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NVIDIA nForce3 250 Motherboard Shootout
By CPU-zilla
Category : Mainboard
Published by Jimmy Tang on Friday, 15th October, 2004

The author of this article would like to acknowledge Vijay Anand's contribution to this article.


In our last Athlon 64 motherboard shootout, we took most of the popular VIA K8T800 and NVIDIA nForce3 150 motherboards out for a spin. At that time, NVIDIA was delivering the slightly inferior version of the nForce3 and because of their poorer specifications, as compared with the VIA counterpart, certain motherboard manufacturers chose to skip making motherboards out of that chipset altogether.

The publicity that NVIDIA received from the public and media for the nForce3 150 was not pleasant as well. Users were very quick to point out that the nForce3 150's HyperTransport bandwidth was below its intended specifications and thus, not taking the full benefits of the technology. Socket-754 Athlon 64 processors connect to the chipset through the HyperTransport bus which runs at 800MHz. However, NVIDIA chose to only clock their nForce3 MCP (Media Communication Processor) or chipset at 600MHz, which effectively reduces its working bandwidth to only 3.6GB/s, as compared to VIA's K8T800 which runs at the full 6.4GB/s rate. As if that was not enough, NVIDIA further crippled the MCP's upstream link to an 8-bit bus width, which is half of what was originally specified.

While the nForce3 150 showed little signs of performance degradation under typical benchmarks, a lot of users were not comfortable with the fact that it's after all, a chipset with crippled specifications. What's more, under heavy data loads, the nForce3 150 would probably choke under the intensity of certain applications.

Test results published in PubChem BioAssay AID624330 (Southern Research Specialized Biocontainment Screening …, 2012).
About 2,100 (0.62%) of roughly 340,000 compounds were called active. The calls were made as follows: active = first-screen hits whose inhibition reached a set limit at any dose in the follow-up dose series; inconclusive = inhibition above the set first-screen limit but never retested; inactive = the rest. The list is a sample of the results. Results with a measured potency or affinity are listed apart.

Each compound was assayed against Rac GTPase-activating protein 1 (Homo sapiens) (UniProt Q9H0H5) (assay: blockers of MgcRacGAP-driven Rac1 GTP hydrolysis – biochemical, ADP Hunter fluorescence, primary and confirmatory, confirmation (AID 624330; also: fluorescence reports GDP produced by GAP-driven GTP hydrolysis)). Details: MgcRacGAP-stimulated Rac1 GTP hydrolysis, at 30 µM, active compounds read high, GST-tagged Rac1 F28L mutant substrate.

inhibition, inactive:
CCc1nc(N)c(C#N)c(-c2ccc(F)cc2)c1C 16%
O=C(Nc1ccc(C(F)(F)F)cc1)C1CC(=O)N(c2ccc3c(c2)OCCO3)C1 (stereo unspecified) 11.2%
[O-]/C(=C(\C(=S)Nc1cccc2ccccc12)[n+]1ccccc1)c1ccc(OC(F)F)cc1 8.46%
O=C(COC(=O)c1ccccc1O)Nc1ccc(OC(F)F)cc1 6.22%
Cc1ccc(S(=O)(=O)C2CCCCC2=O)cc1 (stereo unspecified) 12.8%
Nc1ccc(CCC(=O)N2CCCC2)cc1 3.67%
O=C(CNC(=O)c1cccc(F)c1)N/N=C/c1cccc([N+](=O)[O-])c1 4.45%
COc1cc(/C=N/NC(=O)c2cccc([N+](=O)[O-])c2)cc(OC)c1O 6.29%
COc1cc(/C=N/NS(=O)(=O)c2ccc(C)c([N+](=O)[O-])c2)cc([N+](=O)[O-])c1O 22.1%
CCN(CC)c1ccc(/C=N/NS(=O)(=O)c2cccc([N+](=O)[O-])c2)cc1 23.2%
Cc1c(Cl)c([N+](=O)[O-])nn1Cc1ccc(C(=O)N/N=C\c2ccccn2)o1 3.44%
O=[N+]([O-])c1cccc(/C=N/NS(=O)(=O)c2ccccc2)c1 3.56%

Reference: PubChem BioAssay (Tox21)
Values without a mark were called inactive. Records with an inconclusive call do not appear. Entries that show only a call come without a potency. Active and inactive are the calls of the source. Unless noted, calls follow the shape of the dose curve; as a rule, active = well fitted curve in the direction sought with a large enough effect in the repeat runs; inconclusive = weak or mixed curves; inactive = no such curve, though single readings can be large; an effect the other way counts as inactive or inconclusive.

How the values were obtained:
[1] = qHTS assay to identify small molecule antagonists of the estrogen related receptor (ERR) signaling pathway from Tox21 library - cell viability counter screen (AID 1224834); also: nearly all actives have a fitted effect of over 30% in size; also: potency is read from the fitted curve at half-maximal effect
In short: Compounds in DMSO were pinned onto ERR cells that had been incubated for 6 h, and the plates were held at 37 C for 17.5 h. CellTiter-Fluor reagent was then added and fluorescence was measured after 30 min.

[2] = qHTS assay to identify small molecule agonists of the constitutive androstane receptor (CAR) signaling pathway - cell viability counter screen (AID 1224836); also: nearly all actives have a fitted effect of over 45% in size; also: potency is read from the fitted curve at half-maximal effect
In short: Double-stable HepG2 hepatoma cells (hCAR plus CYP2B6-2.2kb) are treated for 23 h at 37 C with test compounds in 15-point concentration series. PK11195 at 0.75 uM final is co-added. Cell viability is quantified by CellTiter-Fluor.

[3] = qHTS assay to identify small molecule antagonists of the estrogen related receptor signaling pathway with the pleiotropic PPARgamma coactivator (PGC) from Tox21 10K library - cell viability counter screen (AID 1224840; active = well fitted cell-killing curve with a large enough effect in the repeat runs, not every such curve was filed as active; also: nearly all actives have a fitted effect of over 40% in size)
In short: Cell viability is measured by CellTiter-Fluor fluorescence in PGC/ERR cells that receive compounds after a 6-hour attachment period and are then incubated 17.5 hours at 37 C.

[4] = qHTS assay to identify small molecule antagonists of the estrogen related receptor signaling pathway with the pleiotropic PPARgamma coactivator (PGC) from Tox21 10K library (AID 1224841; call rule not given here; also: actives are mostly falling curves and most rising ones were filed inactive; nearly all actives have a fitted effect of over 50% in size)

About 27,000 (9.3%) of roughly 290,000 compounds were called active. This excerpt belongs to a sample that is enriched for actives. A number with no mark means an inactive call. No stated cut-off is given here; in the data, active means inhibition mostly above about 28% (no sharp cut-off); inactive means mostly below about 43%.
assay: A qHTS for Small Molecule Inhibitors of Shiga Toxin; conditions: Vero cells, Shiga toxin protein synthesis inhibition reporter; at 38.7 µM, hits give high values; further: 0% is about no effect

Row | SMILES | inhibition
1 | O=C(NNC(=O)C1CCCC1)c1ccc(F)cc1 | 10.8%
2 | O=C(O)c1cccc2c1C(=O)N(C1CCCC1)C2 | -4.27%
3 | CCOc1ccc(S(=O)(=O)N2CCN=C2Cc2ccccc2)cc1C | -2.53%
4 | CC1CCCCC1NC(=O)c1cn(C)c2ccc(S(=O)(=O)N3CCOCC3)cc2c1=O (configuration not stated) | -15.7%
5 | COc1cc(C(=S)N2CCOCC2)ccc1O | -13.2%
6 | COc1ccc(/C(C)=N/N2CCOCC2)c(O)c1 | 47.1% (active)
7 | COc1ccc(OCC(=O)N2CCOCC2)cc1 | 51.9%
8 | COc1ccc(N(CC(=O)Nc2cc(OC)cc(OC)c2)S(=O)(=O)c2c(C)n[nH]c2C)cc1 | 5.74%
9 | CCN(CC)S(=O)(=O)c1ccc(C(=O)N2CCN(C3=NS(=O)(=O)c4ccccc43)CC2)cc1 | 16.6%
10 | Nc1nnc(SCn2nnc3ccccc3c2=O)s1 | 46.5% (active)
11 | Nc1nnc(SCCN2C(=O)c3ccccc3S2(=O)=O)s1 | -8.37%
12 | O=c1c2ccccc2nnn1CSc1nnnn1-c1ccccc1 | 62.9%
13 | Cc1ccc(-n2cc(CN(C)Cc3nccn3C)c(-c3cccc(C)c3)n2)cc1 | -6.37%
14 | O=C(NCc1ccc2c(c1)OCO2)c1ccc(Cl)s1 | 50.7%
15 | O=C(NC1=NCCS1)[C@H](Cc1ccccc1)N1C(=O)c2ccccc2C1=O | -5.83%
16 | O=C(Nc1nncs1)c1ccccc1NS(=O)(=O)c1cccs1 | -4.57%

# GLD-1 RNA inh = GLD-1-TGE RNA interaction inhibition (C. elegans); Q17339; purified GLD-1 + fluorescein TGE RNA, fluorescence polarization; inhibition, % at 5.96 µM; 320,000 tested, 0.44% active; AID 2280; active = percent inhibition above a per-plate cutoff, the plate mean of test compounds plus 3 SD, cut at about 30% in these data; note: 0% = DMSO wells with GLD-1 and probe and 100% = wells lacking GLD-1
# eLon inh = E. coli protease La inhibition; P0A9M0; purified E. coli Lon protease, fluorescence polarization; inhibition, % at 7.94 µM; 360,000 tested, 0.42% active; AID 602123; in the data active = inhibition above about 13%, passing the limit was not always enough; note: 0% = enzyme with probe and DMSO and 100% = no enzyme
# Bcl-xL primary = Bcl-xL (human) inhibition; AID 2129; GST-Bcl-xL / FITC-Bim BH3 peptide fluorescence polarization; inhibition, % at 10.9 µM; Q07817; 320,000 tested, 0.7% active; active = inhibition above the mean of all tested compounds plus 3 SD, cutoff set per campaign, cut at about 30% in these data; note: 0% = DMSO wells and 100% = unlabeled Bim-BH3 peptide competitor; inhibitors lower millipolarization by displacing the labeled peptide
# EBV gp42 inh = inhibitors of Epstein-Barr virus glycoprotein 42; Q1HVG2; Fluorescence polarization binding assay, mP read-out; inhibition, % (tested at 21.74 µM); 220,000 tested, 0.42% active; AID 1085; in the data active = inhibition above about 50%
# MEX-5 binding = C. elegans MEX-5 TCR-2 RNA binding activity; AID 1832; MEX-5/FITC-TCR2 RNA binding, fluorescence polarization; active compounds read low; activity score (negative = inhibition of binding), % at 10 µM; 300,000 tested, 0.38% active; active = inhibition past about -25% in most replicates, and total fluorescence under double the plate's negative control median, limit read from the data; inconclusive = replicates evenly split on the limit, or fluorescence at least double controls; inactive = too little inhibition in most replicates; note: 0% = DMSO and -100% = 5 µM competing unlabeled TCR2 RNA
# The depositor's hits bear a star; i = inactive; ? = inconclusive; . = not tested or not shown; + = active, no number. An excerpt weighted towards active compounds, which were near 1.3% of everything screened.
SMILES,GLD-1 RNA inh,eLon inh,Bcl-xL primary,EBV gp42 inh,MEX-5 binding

After the announcement of the nForce3 150, NVIDIA later made known their plans to release a much more powerful MCP, known as the nForce3 250. The nForce3 250 will feature the full HyperTransport bus running at 800MHz in both directions, giving up to 6.4GB/s of data throughput. Besides that, the nForce3 250 also comes with support for up to eight storage devices, four based on the older Ultra ATA-133 interface and another four on the new SATA interface. Its MCP comes with two built-in PHY for the SATA interface while a digital SATA interface was opened as an option for motherboard designers to integrate another two SATA ports using an external PHY.

In addition to the nForce3 250, there's another variant with the Gb suffix, known as nForce3 250Gb. This particular MCP comes with a built-in Ethernet MAC supporting Gigabit networks. It still requires an external PHY but because it's built into the chipset, it offers other advantages such as NVIDIA's own brand of networking features like TCP segmentation offloads, jumbo frames and checksum offloads which is only available on the nForce3 250Gb.

Now, if you're confused about the different offerings of the nForce3 chipset, we don't blame you. In fact, we really hate the way NVIDIA segment their MCP products, so much so that there isn't a clear distinction between all of these products. Even their technical specifications were vaguely posted in their website. Here's a quick chart to help differentiate between the various nForce3 chipsets :-

NVIDIA nForce3 MCPs Compared
Technical Features nForce3 150 nForce3 250 nForce3 250Gb nForce3 Ultra
HyperTransport Clock Speed 600MHz 800MHz 800MHz 1GHz
Upstream Bus Width 8-bit 16-bit 16-bit 16-bit
Downstream Bus Width 16-bit 16-bit 16-bit 16-bit
Total HyperTransport Bandwidth 3.6GB/s 6.4GB/s 6.4GB/s 8.0GB/s
Integrated Ethernet MAC 100Mbps 100Mbps 1000Mbps 1000Mbps
High Performance Networking Features No No Yes Yes
NVIDIA Firewall Technology No No Yes Yes
Ultra ATA-133 Channels 3 2 2 2
SATA Devices Supported 0* 4 4 4
USB 2.0 Ports 6 8 8 8
CPU Support Socket-754/940 Socket-754/940 Socket-754/940 Socket-754/939/940
* SATA support on nForce3 150 is through an external SERDES chip on third Ultra ATA-133 channel - providing up to two ports.

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